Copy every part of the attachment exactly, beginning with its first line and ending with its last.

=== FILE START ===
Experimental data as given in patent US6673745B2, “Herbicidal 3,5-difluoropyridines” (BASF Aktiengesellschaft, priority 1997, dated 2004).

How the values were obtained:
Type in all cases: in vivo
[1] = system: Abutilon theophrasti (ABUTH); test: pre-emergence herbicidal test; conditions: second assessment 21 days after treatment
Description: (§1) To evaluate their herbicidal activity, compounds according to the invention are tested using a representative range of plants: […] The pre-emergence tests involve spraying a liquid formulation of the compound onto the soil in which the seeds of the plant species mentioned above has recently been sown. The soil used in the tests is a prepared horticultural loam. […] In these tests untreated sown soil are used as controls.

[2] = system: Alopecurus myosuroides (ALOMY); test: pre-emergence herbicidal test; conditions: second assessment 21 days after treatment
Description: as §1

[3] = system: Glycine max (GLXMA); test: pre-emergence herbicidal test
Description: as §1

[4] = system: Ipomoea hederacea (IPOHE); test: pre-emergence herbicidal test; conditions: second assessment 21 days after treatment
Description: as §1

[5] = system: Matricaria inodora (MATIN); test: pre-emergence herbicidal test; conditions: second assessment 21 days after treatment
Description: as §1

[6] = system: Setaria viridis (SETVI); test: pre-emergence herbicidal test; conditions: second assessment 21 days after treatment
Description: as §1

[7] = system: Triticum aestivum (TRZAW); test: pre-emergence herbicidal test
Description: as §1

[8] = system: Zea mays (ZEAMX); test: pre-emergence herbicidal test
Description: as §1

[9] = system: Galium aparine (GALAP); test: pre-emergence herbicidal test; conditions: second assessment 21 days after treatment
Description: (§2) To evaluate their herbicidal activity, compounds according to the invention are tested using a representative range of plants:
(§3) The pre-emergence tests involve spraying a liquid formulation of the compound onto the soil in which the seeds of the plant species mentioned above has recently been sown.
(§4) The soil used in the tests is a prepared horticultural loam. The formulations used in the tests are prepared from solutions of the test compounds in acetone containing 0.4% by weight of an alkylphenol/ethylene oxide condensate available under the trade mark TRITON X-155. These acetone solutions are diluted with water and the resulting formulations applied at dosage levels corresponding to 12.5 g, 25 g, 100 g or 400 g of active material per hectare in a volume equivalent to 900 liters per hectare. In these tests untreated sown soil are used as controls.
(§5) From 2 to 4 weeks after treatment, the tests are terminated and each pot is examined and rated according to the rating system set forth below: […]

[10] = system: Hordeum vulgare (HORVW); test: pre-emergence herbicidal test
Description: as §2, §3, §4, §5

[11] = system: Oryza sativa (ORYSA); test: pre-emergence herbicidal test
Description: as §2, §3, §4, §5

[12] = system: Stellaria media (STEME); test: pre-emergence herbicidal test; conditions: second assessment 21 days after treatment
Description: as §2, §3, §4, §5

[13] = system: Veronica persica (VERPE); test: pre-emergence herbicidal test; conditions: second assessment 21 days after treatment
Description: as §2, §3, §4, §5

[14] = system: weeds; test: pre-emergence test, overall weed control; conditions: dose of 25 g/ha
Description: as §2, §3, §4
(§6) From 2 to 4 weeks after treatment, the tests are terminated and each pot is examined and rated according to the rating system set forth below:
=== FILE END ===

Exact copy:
Experimental data as given in patent US6673745B2, “Herbicidal 3,5-difluoropyridines” (BASF Aktiengesellschaft, priority 1997, dated 2004).

How the values were obtained:
Type in all cases: in vivo
[1] = system: Abutilon theophrasti (ABUTH); test: pre-emergence herbicidal test; conditions: second assessment 21 days after treatment
Description: (§1) To evaluate their herbicidal activity, compounds according to the invention are tested using a representative range of plants: […] The pre-emergence tests involve spraying a liquid formulation of the compound onto the soil in which the seeds of the plant species mentioned above has recently been sown. The soil used in the tests is a prepared horticultural loam. […] In these tests untreated sown soil are used as controls.

[2] = system: Alopecurus myosuroides (ALOMY); test: pre-emergence herbicidal test; conditions: second assessment 21 days after treatment
Description: as §1

[3] = system: Glycine max (GLXMA); test: pre-emergence herbicidal test
Description: as §1

[4] = system: Ipomoea hederacea (IPOHE); test: pre-emergence herbicidal test; conditions: second assessment 21 days after treatment
Description: as §1

[5] = system: Matricaria inodora (MATIN); test: pre-emergence herbicidal test; conditions: second assessment 21 days after treatment
Description: as §1

[6] = system: Setaria viridis (SETVI); test: pre-emergence herbicidal test; conditions: second assessment 21 days after treatment
Description: as §1

[7] = system: Triticum aestivum (TRZAW); test: pre-emergence herbicidal test
Description: as §1

[8] = system: Zea mays (ZEAMX); test: pre-emergence herbicidal test
Description: as §1

[9] = system: Galium aparine (GALAP); test: pre-emergence herbicidal test; conditions: second assessment 21 days after treatment
Description: (§2) To evaluate their herbicidal activity, compounds according to the invention are tested using a representative range of plants:
(§3) The pre-emergence tests involve spraying a liquid formulation of the compound onto the soil in which the seeds of the plant species mentioned above has recently been sown.
(§4) The soil used in the tests is a prepared horticultural loam. The formulations used in the tests are prepared from solutions of the test compounds in acetone containing 0.4% by weight of an alkylphenol/ethylene oxide condensate available under the trade mark TRITON X-155. These acetone solutions are diluted with water and the resulting formulations applied at dosage levels corresponding to 12.5 g, 25 g, 100 g or 400 g of active material per hectare in a volume equivalent to 900 liters per hectare. In these tests untreated sown soil are used as controls.
(§5) From 2 to 4 weeks after treatment, the tests are terminated and each pot is examined and rated according to the rating system set forth below: […]

[10] = system: Hordeum vulgare (HORVW); test: pre-emergence herbicidal test
Description: as §2, §3, §4, §5

[11] = system: Oryza sativa (ORYSA); test: pre-emergence herbicidal test
Description: as §2, §3, §4, §5

[12] = system: Stellaria media (STEME); test: pre-emergence herbicidal test; conditions: second assessment 21 days after treatment
Description: as §2, §3, §4, §5

[13] = system: Veronica persica (VERPE); test: pre-emergence herbicidal test; conditions: second assessment 21 days after treatment
Description: as §2, §3, §4, §5

[14] = system: weeds; test: pre-emergence test, overall weed control; conditions: dose of 25 g/ha
Description: as §2, §3, §4
(§6) From 2 to 4 weeks after treatment, the tests are terminated and each pot is examined and rated according to the rating system set forth below: